Today we’ll revisit Louisiana’s history, this time from the point of view of the American natives known as the Houmas.
Closely related to the Chotcaw tribe, the Houmas are first mentionned in the journals of late 17th century French explorers such as Cavelier de la Salle, who had been mentioned earlier. One noteworthy story prior to their meeting with their new visitors has the Houmas settling a conflict against a rival tribe by marking their hunting grounds with a tall and red pole that will eventually become the city of Baton Rouge’s namesake.
During the Seven Years’ War, the Houmas were amongst the native American tribes that threw in their lot with the French side of the conflict, and following its defeat they emigrated to the southern parts of Louisiana, taking eventually refuge in the bayous, leaving their old hunting grounds to the colonists. A fair share of Louisiana’s cities, including the appropriately named Houma city, have kept some faint traces of the land’s former inhabitants.
From there on, the fate of the tribe remains sketchy even today. The Houmas splintered into multiple, isolated settlements during their exodus and through the nineteenth century. Combined by the fact that their original language had been progressively replaced by their own interpretation of creole French, the discrimination and diseases they faced like many of their fellow American natives, the possibility that the Houmas of old had died out during these troubled times has yet to be proven untrue.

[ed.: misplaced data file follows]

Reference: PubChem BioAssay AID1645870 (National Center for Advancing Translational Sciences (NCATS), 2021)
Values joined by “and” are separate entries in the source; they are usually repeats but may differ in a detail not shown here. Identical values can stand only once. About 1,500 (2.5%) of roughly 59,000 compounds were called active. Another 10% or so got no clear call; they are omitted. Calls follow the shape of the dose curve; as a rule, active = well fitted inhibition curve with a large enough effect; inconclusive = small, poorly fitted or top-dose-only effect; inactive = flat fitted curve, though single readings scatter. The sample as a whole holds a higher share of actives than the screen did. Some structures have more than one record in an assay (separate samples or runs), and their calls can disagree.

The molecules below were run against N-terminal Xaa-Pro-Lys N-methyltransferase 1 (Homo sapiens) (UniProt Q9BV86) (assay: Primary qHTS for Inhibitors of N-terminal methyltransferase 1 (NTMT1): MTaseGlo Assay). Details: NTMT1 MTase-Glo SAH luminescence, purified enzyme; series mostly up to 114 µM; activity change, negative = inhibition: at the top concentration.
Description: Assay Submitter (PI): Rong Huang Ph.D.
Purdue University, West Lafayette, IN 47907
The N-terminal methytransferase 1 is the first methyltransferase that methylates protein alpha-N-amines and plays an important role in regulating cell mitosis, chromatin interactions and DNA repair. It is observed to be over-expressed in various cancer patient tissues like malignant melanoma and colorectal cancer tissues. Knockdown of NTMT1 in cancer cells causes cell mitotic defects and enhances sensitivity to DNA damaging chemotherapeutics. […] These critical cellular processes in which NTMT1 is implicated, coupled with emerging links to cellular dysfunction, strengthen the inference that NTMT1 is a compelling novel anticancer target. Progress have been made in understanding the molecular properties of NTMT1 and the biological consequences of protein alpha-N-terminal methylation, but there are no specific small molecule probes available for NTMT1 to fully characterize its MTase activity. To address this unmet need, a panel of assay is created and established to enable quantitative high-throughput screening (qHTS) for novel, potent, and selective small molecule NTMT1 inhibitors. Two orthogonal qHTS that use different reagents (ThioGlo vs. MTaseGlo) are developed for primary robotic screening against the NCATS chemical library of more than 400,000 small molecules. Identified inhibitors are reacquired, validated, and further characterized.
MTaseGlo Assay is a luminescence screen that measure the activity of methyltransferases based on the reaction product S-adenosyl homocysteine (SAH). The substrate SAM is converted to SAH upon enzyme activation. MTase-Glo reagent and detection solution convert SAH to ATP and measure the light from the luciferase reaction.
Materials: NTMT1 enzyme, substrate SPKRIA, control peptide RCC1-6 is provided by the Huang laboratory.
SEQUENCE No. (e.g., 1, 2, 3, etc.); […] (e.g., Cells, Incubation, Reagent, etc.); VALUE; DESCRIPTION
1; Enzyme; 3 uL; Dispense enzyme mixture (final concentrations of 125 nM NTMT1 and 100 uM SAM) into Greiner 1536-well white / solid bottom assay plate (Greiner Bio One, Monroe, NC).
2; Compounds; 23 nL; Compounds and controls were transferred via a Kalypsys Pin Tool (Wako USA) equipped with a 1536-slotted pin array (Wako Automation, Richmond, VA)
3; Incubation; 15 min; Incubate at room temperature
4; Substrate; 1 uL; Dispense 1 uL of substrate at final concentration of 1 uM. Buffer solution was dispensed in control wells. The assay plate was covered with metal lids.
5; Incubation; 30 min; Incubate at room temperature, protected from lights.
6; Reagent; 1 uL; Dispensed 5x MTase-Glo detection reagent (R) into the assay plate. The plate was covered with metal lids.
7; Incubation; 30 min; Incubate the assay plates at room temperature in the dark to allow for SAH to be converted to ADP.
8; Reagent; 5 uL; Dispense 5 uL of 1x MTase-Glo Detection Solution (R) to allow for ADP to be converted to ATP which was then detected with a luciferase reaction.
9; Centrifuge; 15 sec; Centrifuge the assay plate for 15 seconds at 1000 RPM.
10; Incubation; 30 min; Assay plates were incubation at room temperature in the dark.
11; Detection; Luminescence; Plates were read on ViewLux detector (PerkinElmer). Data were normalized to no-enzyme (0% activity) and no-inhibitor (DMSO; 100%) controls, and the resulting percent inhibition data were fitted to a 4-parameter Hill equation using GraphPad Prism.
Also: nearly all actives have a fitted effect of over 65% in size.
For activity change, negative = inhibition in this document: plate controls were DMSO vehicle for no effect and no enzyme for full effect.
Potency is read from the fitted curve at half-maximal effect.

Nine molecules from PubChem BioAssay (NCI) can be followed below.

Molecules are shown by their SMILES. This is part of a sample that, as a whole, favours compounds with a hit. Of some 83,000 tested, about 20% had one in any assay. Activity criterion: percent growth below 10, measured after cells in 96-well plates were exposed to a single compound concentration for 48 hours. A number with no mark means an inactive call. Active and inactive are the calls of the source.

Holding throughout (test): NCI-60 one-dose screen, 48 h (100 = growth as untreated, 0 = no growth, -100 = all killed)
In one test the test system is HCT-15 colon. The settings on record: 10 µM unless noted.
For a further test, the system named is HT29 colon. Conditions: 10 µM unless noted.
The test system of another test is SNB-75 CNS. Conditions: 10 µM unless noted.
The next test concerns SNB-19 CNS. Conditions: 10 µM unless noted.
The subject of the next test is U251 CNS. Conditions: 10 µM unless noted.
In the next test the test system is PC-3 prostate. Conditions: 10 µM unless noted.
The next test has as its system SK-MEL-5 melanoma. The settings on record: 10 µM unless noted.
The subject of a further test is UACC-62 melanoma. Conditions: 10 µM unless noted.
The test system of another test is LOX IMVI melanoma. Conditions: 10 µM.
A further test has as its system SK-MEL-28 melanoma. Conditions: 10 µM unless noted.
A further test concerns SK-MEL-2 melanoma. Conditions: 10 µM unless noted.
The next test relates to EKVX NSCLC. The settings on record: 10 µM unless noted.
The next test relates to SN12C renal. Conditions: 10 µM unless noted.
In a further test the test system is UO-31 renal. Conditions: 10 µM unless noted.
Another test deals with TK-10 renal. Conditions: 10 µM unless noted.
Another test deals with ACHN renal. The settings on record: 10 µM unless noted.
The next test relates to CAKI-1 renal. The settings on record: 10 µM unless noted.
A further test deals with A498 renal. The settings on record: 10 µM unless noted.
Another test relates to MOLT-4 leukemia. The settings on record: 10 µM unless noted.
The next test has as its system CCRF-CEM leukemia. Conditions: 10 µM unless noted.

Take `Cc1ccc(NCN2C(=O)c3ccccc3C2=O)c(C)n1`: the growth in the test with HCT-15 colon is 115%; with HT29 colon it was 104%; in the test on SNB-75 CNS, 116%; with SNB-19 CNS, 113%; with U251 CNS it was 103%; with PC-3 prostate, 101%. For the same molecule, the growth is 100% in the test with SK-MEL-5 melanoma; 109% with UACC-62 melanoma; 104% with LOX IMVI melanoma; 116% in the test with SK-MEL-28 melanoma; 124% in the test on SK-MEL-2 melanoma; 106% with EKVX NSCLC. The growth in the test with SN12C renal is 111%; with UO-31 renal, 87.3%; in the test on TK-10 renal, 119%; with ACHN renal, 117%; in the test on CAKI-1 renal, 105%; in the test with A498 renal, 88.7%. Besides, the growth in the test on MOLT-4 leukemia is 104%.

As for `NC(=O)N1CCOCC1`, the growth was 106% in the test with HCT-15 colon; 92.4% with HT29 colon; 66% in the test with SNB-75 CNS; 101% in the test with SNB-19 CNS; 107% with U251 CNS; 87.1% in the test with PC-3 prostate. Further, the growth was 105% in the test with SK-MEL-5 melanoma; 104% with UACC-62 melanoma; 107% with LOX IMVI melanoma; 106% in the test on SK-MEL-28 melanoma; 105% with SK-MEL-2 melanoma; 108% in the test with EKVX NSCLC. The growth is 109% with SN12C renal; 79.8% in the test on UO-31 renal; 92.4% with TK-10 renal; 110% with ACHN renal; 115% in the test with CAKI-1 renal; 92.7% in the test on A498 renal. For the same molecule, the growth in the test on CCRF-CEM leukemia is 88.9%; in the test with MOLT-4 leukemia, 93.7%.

Regardless of what truly happened, nowadays the United Houma Nation aims to preserve their legacy by revitalizing their native language and, for the last forty years, by petitioning the Bureau of Indian Affairs to grant them federal recognition as a tribe, but so far the Bureau remains uncertain if the current Houmas are truly descended from the historical tribe and has turned their demands down.
Even the near future for the Houmas is not looking very bright :global warming, industrialization and reckless construction of artificial canals have severely flooded the bayous and wetlands that are vital to the tribe’s lifestyle. Scientists estimate that if nothing is done, in less than twenty years the Houmas will have no choice but to leave their lands behind once again.
In spite of this bleak-looking future, the Houmas soldier on and continue to try to ingrate with modern society without losing their roots and traditions. You can find and follow some their activities in the United Houma Nation site.
By Cyril GARNIER